Hum :)

    • Love Joanna Russ’s work. Discovered her in the late seventies and she was a breath of breath air, after all the male-centric stories.

    • Nigel says:

      I think that’s quite an insightful thing to say. We don’t play to an audience, because audiences are fickle and we can never really predict them. We write to ourselves, as if we were the reader, because we’re the only reader we really know… and we hope that in doing so we hit a chord with others. So I rather like your comment that “you have to write the thing that you desperately want to read which seems not to be out there”.

  4. Zena Shapter says:

    Don’t worry, Tansy, it will get better. I’ve been sat here at the computer for a whole hour now, uninterrupted, thanks to Disney’s “Robin Hood”, which I realised my little girl hadn’t seen. Plus, she understands now when I say ‘after I’ve finished this chapter’. Next year, it’ll be even better as both my kids will be at school, and those precious hours between 9.30 to 2.30 will be all mine. Bahahaha!

    [Note to concerned readers: no, I don't use the TV as a babysitter... my little girl doesn't nap anymore so this is her 'quiet-time'. Honest.]

    • There’s nothing wrong with a bit of TV movie time for kids. It helps them wind down and teaches them the basics of story. LOL

    • tansyrr says:

      Oh yes, I do look forward to that future, though I’m conscious of not trying to wish away my littlest one’s babyhood. Once I’m not having to PAY for every hour I work, I should be able to relax a bit about the precious preciousness of my time.

      TV is awesome! My baby has learned to sing before she can talk, and I credit Play School & Sesame Street.

  5. Stacey says:

    Tansy I had to laugh at the description of your life. I am terrified of losing my time to write as I have two kids and expecting another… it’s nice to know you can be successful and still have a baby!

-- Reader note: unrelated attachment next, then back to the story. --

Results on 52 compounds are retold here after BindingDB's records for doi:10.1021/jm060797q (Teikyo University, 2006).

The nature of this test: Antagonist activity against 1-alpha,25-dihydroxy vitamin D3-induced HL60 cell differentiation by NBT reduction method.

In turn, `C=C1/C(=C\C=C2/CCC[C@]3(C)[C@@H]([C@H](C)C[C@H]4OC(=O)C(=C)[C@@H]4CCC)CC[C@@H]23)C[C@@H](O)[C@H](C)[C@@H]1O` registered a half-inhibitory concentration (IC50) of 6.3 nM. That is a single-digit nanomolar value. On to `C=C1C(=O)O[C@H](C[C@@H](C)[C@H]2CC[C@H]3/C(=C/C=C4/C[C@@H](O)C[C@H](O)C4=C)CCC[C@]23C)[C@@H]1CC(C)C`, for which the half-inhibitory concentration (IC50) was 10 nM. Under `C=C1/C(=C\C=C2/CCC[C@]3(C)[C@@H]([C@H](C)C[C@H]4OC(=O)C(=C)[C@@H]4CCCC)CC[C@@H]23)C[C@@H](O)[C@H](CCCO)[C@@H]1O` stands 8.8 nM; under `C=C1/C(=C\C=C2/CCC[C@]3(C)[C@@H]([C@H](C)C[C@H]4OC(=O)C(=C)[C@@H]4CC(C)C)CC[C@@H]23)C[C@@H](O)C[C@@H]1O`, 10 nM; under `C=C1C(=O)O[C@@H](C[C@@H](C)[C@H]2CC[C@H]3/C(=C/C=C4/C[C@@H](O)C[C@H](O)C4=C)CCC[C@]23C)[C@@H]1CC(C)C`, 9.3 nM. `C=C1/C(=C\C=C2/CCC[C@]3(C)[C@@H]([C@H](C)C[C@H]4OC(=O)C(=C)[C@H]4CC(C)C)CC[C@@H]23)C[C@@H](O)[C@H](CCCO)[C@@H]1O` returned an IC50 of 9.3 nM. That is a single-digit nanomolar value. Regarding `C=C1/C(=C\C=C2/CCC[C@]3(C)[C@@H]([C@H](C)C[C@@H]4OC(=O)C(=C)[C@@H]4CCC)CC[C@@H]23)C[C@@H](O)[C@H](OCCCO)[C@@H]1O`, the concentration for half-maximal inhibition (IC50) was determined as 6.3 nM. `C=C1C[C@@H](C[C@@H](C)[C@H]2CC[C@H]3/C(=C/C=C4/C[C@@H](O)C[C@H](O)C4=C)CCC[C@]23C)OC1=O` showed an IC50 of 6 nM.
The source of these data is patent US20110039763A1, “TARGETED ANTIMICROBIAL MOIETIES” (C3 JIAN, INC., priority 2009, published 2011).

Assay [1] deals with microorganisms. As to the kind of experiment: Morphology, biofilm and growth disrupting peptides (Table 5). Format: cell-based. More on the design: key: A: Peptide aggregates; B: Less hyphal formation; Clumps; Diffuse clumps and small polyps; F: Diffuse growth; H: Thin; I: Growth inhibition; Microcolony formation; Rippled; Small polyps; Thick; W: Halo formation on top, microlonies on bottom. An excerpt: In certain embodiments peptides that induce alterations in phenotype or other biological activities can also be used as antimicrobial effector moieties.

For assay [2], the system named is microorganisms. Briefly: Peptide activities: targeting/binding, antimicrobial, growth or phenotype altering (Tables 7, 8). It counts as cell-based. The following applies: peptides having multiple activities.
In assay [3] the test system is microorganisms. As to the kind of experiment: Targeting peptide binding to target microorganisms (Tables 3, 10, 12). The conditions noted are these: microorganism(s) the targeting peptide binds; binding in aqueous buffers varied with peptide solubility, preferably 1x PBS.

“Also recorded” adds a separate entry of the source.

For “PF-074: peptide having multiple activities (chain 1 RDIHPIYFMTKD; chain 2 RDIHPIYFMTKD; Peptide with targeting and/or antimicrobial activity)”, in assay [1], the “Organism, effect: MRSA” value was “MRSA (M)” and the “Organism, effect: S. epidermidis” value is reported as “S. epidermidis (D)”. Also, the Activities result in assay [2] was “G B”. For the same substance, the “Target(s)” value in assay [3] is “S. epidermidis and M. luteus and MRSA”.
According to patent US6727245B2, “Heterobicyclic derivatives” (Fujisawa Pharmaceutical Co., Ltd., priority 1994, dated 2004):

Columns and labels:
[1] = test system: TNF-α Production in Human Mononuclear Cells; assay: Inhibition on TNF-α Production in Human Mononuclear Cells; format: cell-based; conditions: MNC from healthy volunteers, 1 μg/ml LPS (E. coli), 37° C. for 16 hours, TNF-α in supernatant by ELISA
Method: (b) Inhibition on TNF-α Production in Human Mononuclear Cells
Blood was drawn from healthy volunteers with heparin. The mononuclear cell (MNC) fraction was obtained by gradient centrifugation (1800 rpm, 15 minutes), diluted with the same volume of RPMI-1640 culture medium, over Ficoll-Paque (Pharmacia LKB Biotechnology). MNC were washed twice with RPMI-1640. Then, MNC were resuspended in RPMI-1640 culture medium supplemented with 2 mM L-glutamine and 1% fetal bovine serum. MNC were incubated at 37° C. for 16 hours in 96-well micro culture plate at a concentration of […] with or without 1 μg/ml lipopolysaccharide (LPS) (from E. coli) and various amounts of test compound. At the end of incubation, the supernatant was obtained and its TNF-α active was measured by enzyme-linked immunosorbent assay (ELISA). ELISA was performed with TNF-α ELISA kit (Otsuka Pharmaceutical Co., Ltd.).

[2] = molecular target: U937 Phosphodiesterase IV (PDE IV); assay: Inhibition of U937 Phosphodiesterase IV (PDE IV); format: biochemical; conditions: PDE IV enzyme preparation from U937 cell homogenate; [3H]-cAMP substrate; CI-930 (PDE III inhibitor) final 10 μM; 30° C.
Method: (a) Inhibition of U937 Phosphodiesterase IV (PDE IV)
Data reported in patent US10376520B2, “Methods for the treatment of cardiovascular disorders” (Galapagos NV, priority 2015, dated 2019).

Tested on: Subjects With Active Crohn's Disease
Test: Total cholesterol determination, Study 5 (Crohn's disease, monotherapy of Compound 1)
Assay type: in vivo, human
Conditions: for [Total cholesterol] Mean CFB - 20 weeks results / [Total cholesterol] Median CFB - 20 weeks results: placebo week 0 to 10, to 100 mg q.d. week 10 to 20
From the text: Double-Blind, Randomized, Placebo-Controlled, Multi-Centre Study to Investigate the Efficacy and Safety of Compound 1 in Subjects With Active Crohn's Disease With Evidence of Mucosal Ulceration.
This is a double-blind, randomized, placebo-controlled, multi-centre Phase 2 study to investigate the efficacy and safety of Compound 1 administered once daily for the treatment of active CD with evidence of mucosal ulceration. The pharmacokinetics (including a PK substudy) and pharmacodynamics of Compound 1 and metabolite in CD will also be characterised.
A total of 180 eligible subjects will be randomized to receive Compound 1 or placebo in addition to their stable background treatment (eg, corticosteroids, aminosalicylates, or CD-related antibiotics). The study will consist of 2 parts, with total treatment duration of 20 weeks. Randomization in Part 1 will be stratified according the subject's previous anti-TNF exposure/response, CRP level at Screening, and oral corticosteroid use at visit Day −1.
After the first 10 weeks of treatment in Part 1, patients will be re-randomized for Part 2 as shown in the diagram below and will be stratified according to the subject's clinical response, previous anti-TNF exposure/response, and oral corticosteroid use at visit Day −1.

As far as reading goes… reading is such an escape for me. I find novels to be way more easy to get into than short stories, but short stories challenge my brain more and actually give me far more to think about from a writing viewpoint. Reading is so very very necessary to the craft of writing!

    • tansyrr says:

      It’s possible (BUT BUT BUT) and also incredibly hard work. Feel free to check out the mama writer tag on my blog (tansyrr.com) for what it was like when Jem was born & I had a novel deadline looming!

      I also find novels easier to get into than short stories, but harder to sustain these days (the long ones, anyway). I had to retrain myself to read big fat fantasy after 2 years of nothing but bite-sized YA!

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  7. Nigel says:

    I too, occasionally forget to read. It’s odd, that the thing I enjoy most in the world (even more so than writing) should be the first thing that gets sacrificed. After all, I write because I love books, not because I love the sound of my own voice.